2021 was a good year for corporate broadcast TV news climate coverage — here is how 2022 can be even better
Volume of climate coverage in 2021 more than tripled from 2020, but quality of coverage still has far to go
Media Matters’ 2021 annual study on how broadcast TV news covered climate change documented a threefold increase of climate coverage from 2020 — the highest volume of coverage since we began the study in 2011. It’s encouraging to see TV news setting this bar for volume of coverage, but if the networks want to maintain this bar and improve the quality of broadcast news climate coverage in 2022, here are few suggestions to consider:
Avoid backsliding on climate coverage by reporting on the climate change angle — it’s there
Though corporate broadcast TV news covered climate change in 2021 more than any given year, over a decade of documented coverage tells us that networks struggle to keep coverage consistent. Banner years like 2015, 2017, and 2019 were followed by abysmally low coverage in 2016, 2018, and 2020.
Corporate broadcast TV news can break that cycle by taking down the silo around climate reporting and connecting it to the other pressing headlines of the day. For example, the emergence of COVID-19 predictably took up much of the airwaves in 2020, even though there were numerous opportunities to incorporate climate reporting into wall-to-wall coverage of the pandemic. At the scientific level, a warming world due to climate change will make it easier for deadly viruses and pathogens like the coronavirus to spread, and research in the U.S. has linked areas with bad air pollution to higher coronavirus death rates. Indeed, poorer and minority communities in the U.S. disproportionately bear the brunt of both the coronavirus and climate change. But the nightly news shows mentioned the connections between climate and the coronavirus only three times in 2020.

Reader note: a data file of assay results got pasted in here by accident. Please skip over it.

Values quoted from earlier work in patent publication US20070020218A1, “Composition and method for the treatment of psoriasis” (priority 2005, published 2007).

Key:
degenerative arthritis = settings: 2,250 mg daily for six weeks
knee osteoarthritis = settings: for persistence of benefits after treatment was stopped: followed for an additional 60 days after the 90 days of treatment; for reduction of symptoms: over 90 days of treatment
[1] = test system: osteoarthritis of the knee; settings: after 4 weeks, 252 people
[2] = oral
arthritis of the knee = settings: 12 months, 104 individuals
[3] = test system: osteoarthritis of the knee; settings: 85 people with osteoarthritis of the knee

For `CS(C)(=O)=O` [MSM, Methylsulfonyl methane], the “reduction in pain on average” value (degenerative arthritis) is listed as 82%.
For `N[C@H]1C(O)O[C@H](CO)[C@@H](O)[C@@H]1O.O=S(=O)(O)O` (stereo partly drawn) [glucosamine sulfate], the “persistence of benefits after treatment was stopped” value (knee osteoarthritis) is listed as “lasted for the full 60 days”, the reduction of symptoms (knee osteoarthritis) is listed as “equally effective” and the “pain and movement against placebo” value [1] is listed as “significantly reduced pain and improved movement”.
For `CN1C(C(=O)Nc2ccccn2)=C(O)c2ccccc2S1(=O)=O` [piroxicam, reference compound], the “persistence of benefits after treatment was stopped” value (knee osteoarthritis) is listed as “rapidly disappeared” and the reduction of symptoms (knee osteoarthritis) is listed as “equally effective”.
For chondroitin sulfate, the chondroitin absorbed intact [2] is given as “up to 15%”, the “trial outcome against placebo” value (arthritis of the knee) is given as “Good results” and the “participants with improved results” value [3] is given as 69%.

So far in 2022, the war in Ukraine, as expected, is dominating the news cycle. But maybe even more so than COVID-19, the connection between climate and the crisis playing out in Eastern Europe is impossible to sever — because at its core, it is a fossil fuel war. But in general, TV news has not linked the climate crisis and national security in its reporting on the war in Ukraine in any meaningful way.
Further reporting on actions being considered to reduce global dependency on Russian oil — mainly ramping up domestic production — have seemingly been done in a (climate) vacuum or without consideration of what it would mean for the drawdown of global carbon emissions that the scientific community warns is needed to avoid a climate emergency.
In fact, just days after the Russian invasion of Ukraine, the United Nations Intergovernmental Panel on Climate Change released its latest report echoing that warning. The report got light attention from broadcast TV news — and in the cases where it was reported on, it was not contextualized within the broader discussion around oil production in the wake of the war.
Treat extreme weather as a year-round phenomenon
Coverage of extreme weather as climate events finally broke through in 2021. Media Matters analysis of discrete but often concurrent extreme weather events in 2021 — including the deadly heat wave that hit the Pacific Northwest, Hurricane Ida and raging fires that seemed to scorched all parts of the globe — showed a huge increase in coverage linking extreme weather to climate change.
Our annual broadcast study affirmed that extreme weather was a key driver of climate coverage, accounting for 35% of morning and nightly broadcast TV news climate coverage.